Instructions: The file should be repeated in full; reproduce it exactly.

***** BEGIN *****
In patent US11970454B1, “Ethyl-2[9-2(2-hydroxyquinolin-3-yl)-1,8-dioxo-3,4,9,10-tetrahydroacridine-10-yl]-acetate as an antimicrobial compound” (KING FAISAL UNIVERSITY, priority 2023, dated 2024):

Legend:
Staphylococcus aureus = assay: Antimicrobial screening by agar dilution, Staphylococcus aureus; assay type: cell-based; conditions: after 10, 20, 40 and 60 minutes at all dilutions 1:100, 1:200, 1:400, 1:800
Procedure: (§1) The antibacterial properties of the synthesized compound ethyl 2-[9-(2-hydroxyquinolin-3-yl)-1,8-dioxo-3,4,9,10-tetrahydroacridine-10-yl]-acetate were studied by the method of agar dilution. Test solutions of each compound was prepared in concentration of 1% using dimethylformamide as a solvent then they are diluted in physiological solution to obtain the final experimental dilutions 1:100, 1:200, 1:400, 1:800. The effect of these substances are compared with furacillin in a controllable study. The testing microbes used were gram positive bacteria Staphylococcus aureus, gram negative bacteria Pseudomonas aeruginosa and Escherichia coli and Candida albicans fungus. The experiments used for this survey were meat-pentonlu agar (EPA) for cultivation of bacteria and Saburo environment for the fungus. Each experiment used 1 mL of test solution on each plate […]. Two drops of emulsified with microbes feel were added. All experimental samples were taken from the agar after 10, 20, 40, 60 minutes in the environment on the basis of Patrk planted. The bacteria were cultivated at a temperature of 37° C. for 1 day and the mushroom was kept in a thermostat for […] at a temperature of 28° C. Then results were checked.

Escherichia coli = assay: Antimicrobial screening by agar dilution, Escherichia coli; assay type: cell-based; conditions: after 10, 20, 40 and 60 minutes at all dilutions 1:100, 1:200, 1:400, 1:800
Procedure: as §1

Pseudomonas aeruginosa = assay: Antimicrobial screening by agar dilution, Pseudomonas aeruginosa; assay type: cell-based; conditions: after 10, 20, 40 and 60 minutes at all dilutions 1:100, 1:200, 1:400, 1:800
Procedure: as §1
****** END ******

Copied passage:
In patent US11970454B1, “Ethyl-2[9-2(2-hydroxyquinolin-3-yl)-1,8-dioxo-3,4,9,10-tetrahydroacridine-10-yl]-acetate as an antimicrobial compound” (KING FAISAL UNIVERSITY, priority 2023, dated 2024):

Legend:
Staphylococcus aureus = assay: Antimicrobial screening by agar dilution, Staphylococcus aureus; assay type: cell-based; conditions: after 10, 20, 40 and 60 minutes at all dilutions 1:100, 1:200, 1:400, 1:800
Procedure: (§1) The antibacterial properties of the synthesized compound ethyl 2-[9-(2-hydroxyquinolin-3-yl)-1,8-dioxo-3,4,9,10-tetrahydroacridine-10-yl]-acetate were studied by the method of agar dilution. Test solutions of each compound was prepared in concentration of 1% using dimethylformamide as a solvent then they are diluted in physiological solution to obtain the final experimental dilutions 1:100, 1:200, 1:400, 1:800. The effect of these substances are compared with furacillin in a controllable study. The testing microbes used were gram positive bacteria Staphylococcus aureus, gram negative bacteria Pseudomonas aeruginosa and Escherichia coli and Candida albicans fungus. The experiments used for this survey were meat-pentonlu agar (EPA) for cultivation of bacteria and Saburo environment for the fungus. Each experiment used 1 mL of test solution on each plate […]. Two drops of emulsified with microbes feel were added. All experimental samples were taken from the agar after 10, 20, 40, 60 minutes in the environment on the basis of Patrk planted. The bacteria were cultivated at a temperature of 37° C. for 1 day and the mushroom was kept in a thermostat for […] at a temperature of 28° C. Then results were checked.

Escherichia coli = assay: Antimicrobial screening by agar dilution, Escherichia coli; assay type: cell-based; conditions: after 10, 20, 40 and 60 minutes at all dilutions 1:100, 1:200, 1:400, 1:800
Procedure: as §1

Pseudomonas aeruginosa = assay: Antimicrobial screening by agar dilution, Pseudomonas aeruginosa; assay type: cell-based; conditions: after 10, 20, 40 and 60 minutes at all dilutions 1:100, 1:200, 1:400, 1:800
Procedure: as §1